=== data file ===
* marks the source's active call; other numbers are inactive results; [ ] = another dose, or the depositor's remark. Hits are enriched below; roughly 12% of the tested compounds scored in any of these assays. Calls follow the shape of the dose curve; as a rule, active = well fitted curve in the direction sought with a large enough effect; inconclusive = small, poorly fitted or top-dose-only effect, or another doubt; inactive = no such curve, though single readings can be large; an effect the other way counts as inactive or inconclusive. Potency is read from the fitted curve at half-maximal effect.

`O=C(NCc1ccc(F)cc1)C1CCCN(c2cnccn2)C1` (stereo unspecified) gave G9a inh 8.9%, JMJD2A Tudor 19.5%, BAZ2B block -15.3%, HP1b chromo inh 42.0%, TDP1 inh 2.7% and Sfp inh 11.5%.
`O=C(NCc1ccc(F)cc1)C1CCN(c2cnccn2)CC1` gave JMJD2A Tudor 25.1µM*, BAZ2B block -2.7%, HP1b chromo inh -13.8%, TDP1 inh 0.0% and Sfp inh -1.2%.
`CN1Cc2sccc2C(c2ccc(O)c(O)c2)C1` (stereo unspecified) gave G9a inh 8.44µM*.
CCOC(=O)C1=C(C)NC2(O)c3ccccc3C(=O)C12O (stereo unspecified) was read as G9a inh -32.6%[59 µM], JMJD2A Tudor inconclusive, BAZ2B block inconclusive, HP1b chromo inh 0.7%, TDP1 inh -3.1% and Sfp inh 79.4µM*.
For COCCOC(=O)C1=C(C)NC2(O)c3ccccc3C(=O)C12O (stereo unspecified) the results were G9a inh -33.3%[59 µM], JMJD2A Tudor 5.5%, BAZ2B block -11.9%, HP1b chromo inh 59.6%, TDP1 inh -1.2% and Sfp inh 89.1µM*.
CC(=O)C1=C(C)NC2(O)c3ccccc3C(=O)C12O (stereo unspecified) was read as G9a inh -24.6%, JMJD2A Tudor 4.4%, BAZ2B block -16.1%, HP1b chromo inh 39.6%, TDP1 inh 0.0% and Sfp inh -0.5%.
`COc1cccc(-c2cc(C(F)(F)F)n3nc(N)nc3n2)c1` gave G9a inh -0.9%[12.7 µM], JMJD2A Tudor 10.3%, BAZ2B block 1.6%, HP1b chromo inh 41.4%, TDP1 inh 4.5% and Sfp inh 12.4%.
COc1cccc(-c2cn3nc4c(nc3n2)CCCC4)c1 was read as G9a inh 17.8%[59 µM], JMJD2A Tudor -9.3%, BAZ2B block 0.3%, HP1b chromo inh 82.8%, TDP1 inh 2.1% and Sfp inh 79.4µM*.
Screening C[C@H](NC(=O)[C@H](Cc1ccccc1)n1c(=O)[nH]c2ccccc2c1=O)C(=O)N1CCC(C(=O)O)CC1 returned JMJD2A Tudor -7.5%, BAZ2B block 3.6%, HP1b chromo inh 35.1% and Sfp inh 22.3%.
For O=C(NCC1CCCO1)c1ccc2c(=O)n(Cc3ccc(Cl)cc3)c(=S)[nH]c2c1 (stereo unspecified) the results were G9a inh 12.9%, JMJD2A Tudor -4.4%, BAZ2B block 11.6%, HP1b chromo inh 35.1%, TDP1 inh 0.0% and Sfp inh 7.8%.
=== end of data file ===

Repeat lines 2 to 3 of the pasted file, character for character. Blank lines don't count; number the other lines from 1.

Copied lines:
`O=C(NCc1ccc(F)cc1)C1CCCN(c2cnccn2)C1` (stereo unspecified) gave G9a inh 8.9%, JMJD2A Tudor 19.5%, BAZ2B block -15.3%, HP1b chromo inh 42.0%, TDP1 inh 2.7% and Sfp inh 11.5%.
`O=C(NCc1ccc(F)cc1)C1CCN(c2cnccn2)CC1` gave JMJD2A Tudor 25.1µM*, BAZ2B block -2.7%, HP1b chromo inh -13.8%, TDP1 inh 0.0% and Sfp inh -1.2%.